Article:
Just two days ago, on Sunday, my daughter was baptized.  She is seven.  She’s been asking for a few years, but we didn’t think she really grasped the meaning of the sacrament.  Finally, we decided that she understood.  So, before the church, in white gown with braided blond hair, she was immersed by our pastor and ‘raised to new life in Christ.’  She has been beaming about it, both before and after the fact.  She recognizes something remarkably special about her decision.

Baptism has lessons for all of us, in our culture and especially in medicine.  Elysa’s baptism connects her to Christian believers down 2000 years of church history.  She is a part of something larger, older, more immense than herself.  She is part of the body of Christ.  She is still an individual, valued by God and her parents.  But she doesn’t have to be alone, and she doesn’t have to feel as if she is floundering, unconnected in a vast and uncaring world.  God, her Father, is with her.  She is, you might say, adopted by the King.  And the church body she has joined has been salt and light for the world for two millennia.  The connection, down ages and ages, has great worth and power in a world that constantly tries to seduce us with the dark ‘liberation,’ of our own worthlessness and the nihilistic emptiness of our own pop-culture.

But Baptism holds more.  It is more than a symbol of sins washed away.  It is a symbol of sins, and sinfulness, buried and killed while the now whole, forgiven individual rises from that watery grave.  Think of it this way:  we give chemotherapy to kill cancer cells.  In the process, patients still may die of cancer, and they may be made extremely ill by their chemotherapy drugs.  The death of the cancer almost requires the very death of the patient.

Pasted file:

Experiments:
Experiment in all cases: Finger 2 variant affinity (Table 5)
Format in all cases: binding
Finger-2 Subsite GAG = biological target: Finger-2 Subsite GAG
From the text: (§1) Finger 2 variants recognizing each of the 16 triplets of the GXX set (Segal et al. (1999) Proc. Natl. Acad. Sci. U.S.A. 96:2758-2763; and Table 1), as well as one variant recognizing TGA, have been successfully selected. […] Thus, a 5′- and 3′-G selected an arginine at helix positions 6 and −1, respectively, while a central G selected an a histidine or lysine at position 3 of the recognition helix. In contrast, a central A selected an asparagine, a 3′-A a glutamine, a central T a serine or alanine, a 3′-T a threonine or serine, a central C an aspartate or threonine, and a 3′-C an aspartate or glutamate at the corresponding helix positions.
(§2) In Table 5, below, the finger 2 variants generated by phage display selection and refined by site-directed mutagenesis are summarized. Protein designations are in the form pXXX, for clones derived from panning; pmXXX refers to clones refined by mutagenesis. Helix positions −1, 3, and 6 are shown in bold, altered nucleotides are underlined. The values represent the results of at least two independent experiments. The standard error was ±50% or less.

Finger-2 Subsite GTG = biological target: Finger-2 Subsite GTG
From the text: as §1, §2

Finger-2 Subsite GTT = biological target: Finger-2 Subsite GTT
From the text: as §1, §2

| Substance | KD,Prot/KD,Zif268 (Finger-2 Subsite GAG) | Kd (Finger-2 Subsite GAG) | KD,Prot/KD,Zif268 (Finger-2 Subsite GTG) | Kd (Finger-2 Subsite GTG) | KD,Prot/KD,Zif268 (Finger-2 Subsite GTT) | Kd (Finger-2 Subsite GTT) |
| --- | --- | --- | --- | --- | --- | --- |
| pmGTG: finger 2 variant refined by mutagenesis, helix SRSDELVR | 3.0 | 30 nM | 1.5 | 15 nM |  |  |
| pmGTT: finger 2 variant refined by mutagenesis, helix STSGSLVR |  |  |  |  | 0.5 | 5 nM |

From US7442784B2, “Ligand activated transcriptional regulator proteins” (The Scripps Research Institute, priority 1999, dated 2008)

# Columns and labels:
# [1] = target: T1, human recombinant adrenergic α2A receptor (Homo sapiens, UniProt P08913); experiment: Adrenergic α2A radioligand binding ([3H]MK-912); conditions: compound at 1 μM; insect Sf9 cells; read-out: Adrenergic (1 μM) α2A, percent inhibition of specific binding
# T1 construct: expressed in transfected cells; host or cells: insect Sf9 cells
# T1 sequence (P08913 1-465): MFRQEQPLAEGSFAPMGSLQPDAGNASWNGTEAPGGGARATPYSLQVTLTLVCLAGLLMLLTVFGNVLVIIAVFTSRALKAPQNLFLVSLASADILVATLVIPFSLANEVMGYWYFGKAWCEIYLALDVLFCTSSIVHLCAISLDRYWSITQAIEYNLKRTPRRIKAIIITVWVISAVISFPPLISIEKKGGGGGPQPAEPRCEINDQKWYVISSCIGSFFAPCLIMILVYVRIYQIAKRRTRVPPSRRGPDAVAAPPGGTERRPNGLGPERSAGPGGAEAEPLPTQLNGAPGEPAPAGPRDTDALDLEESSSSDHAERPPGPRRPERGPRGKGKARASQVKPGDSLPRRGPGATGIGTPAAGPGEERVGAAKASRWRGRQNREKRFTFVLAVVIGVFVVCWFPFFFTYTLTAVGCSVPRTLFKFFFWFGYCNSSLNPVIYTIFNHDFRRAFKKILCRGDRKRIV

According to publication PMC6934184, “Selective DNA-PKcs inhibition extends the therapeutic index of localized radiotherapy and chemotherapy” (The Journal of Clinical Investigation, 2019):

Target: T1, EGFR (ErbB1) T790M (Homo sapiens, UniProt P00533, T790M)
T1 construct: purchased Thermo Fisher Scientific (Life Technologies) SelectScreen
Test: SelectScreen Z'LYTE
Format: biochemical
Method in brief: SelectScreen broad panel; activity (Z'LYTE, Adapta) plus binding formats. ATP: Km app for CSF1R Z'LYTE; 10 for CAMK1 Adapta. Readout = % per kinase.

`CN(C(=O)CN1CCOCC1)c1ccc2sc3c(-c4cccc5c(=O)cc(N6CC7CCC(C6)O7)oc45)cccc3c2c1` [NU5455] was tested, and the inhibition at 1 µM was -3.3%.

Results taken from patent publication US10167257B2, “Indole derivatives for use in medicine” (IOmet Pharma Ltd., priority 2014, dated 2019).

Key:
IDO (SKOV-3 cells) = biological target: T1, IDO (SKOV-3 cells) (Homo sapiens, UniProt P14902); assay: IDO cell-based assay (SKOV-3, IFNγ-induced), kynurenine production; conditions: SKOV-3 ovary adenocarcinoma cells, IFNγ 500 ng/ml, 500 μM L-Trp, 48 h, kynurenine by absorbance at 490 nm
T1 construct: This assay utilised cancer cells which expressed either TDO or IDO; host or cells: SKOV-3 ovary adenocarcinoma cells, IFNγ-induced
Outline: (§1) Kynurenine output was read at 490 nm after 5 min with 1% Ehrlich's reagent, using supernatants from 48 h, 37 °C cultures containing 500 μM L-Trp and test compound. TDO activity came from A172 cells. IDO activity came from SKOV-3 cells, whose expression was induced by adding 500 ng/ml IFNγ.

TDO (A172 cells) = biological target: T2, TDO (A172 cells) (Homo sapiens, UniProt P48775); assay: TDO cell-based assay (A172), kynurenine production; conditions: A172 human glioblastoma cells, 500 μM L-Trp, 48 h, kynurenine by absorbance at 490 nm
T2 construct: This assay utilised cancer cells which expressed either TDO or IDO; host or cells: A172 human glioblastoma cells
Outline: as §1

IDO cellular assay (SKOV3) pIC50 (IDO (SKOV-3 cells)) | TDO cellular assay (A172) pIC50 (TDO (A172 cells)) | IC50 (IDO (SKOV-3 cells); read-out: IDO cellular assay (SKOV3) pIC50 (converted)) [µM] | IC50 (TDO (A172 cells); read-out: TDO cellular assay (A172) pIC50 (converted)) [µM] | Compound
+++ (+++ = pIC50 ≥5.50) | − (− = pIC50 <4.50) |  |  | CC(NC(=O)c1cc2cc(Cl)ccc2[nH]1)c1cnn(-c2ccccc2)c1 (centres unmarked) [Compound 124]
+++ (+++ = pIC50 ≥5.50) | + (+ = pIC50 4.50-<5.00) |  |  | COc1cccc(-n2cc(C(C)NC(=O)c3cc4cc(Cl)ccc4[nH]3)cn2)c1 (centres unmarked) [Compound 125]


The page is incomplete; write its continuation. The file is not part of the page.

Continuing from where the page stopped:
In Baptism, we celebrate the death and resurrection of Christ, who took sin and death upon himself, died and returned whole.  He took the cancer of sin, death and pain and wrestled it down until they both died.  But he couldn’t stay that way, and came back.  What a message for a hurting world!  We can therapy and medicate and chat and yak all the rest of our medical lives.  But here Jesus said, ‘no, give me all of it…pain, sin, wilfulness, hatred, anger, pride, lust, loneliness, the whole thing.  And I’ll kill it by dying while it infects me!’  Even if you think Jesus was just a really nice guy, he was doing something brilliant there.  He was killing the thing that killed us.

That’s what Elysa is now engaged in.  She is covered with Him.  She is on the path to God.  She is forgiven, for past, present and future sins.  I mean, it’s not like she’s been dealing crack, is it?  But she is covered, ‘washed in the blood.’  Her future mistakes are covered.  She never needs to wonder if she’s worthwhile…for someone actually died for her.

What if we could do this for our patients?  Take their pain and kill it?  What if we could include them in a group, called the church, where they always had someone to talk to when lonely, always had a place to go, to serve, to belong, to be accepted.

What if we could get them all baptized?

You don’t have to believe to see what a great thing it might be.

But then, I can look in my little girl’s eyes and know what a great thing it is.

God go with us all, and wash us of everything that keeps us from him.


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